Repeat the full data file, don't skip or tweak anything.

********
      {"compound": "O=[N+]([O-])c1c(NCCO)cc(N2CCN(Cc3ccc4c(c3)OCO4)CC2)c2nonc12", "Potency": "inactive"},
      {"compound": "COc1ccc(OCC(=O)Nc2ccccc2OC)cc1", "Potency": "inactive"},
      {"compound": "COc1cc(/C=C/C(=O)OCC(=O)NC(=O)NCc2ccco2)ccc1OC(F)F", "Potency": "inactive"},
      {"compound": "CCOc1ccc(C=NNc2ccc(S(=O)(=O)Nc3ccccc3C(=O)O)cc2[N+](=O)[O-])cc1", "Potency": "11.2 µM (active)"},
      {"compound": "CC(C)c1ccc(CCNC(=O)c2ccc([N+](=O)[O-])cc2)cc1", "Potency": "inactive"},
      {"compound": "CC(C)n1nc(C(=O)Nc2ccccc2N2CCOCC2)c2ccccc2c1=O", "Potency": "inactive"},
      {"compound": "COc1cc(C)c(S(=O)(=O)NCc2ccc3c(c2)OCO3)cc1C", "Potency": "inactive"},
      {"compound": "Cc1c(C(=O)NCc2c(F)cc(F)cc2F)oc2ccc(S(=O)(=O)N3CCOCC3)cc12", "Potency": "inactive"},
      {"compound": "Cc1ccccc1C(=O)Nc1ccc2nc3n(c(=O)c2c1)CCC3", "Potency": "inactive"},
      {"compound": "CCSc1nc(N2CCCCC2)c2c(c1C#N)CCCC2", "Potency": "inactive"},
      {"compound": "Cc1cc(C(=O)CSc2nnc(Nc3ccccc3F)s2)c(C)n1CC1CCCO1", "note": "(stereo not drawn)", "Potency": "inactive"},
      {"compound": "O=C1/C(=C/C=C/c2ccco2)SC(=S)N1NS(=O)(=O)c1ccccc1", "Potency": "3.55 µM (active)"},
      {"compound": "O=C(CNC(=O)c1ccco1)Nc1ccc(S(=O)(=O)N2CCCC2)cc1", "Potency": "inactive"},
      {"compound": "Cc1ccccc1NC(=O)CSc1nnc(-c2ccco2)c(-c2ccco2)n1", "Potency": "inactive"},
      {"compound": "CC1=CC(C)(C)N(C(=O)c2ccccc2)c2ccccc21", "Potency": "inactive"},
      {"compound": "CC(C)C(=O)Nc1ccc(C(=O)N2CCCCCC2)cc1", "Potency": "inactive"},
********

      {"compound": "O=[N+]([O-])c1c(NCCO)cc(N2CCN(Cc3ccc4c(c3)OCO4)CC2)c2nonc12", "Potency": "inactive"},
      {"compound": "COc1ccc(OCC(=O)Nc2ccccc2OC)cc1", "Potency": "inactive"},
      {"compound": "COc1cc(/C=C/C(=O)OCC(=O)NC(=O)NCc2ccco2)ccc1OC(F)F", "Potency": "inactive"},
      {"compound": "CCOc1ccc(C=NNc2ccc(S(=O)(=O)Nc3ccccc3C(=O)O)cc2[N+](=O)[O-])cc1", "Potency": "11.2 µM (active)"},
      {"compound": "CC(C)c1ccc(CCNC(=O)c2ccc([N+](=O)[O-])cc2)cc1", "Potency": "inactive"},
      {"compound": "CC(C)n1nc(C(=O)Nc2ccccc2N2CCOCC2)c2ccccc2c1=O", "Potency": "inactive"},
      {"compound": "COc1cc(C)c(S(=O)(=O)NCc2ccc3c(c2)OCO3)cc1C", "Potency": "inactive"},
      {"compound": "Cc1c(C(=O)NCc2c(F)cc(F)cc2F)oc2ccc(S(=O)(=O)N3CCOCC3)cc12", "Potency": "inactive"},
      {"compound": "Cc1ccccc1C(=O)Nc1ccc2nc3n(c(=O)c2c1)CCC3", "Potency": "inactive"},
      {"compound": "CCSc1nc(N2CCCCC2)c2c(c1C#N)CCCC2", "Potency": "inactive"},
      {"compound": "Cc1cc(C(=O)CSc2nnc(Nc3ccccc3F)s2)c(C)n1CC1CCCO1", "note": "(stereo not drawn)", "Potency": "inactive"},
      {"compound": "O=C1/C(=C/C=C/c2ccco2)SC(=S)N1NS(=O)(=O)c1ccccc1", "Potency": "3.55 µM (active)"},
      {"compound": "O=C(CNC(=O)c1ccco1)Nc1ccc(S(=O)(=O)N2CCCC2)cc1", "Potency": "inactive"},
      {"compound": "Cc1ccccc1NC(=O)CSc1nnc(-c2ccco2)c(-c2ccco2)n1", "Potency": "inactive"},
      {"compound": "CC1=CC(C)(C)N(C(=O)c2ccccc2)c2ccccc21", "Potency": "inactive"},
      {"compound": "CC(C)C(=O)Nc1ccc(C(=O)N2CCCCCC2)cc1", "Potency": "inactive"},